Vintage Pinter

11th November 1994 at 00:00
No Man's Land, By Harold Pinter, English Touring Theatre This astonishingly good production makes a strong case for the early 1970s as the high-point of Pinter's stage writing career.

Trevor Baxter's Spooner combines indigence with reserve and precision of utterance to call up deep wells of desperation from beneath the lines, while Sylvester Morand gives Hirst both an air of success and a strong sense of the fear of chaos surrounding it - Macbeth's "to be thus is nothing but to be safely thus" become a condition of existence. Echoes of earlier Pinter plays abound - the fantastic route map through London, the Caretaker's double act of Mick and Aston. Charles Daish is good as Foster, Peter Sproule finds both aggression and vulnerability in Briggs.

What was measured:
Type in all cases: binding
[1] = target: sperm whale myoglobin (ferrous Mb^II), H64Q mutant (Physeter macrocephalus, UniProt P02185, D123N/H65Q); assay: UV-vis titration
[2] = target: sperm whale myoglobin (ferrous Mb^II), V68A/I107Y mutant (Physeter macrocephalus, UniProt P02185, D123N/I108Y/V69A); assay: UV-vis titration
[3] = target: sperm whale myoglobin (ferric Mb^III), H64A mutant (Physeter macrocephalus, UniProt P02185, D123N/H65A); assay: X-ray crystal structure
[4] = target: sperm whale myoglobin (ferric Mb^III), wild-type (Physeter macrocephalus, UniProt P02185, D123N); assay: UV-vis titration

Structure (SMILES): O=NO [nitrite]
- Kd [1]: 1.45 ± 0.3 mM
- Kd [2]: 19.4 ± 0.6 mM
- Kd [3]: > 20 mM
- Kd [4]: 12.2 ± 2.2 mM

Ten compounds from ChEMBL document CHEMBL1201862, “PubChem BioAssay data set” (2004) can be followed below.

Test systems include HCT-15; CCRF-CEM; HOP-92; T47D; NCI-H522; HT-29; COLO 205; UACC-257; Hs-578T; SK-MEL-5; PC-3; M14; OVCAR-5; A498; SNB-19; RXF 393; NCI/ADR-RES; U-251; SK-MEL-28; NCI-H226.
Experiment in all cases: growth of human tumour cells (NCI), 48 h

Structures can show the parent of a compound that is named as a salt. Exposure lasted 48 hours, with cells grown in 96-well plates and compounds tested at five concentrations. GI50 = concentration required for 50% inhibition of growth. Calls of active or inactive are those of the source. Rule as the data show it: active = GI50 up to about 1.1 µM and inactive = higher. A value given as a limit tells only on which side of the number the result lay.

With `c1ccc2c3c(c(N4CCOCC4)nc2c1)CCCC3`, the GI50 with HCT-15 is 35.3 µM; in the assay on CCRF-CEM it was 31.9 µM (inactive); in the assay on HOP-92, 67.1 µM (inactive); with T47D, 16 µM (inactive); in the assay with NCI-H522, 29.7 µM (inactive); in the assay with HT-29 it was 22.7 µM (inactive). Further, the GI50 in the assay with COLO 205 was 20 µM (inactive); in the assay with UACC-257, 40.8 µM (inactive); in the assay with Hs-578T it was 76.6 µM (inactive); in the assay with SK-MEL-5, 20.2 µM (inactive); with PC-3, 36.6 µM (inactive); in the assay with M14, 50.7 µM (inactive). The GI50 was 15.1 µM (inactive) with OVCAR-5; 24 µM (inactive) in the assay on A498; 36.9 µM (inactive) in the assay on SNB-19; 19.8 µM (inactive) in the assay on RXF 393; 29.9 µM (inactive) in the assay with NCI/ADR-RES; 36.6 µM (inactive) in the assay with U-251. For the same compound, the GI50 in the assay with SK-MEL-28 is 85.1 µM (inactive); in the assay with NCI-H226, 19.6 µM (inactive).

Designer Anthony Lamble, helped by Ben Ormerod's lighting, creates an elegant ice-box for Hirst's home. Simon Usher directs with due weight given each line and the spaces between words. The few moments of surprise action - Hirst's collapses for instance - are all telling, and the production combines humour and breath-holding tension as one.

Tours to Hull, Dartford and Buxton until December 3. Running time about 2 hrs. Details: 0270 501800.

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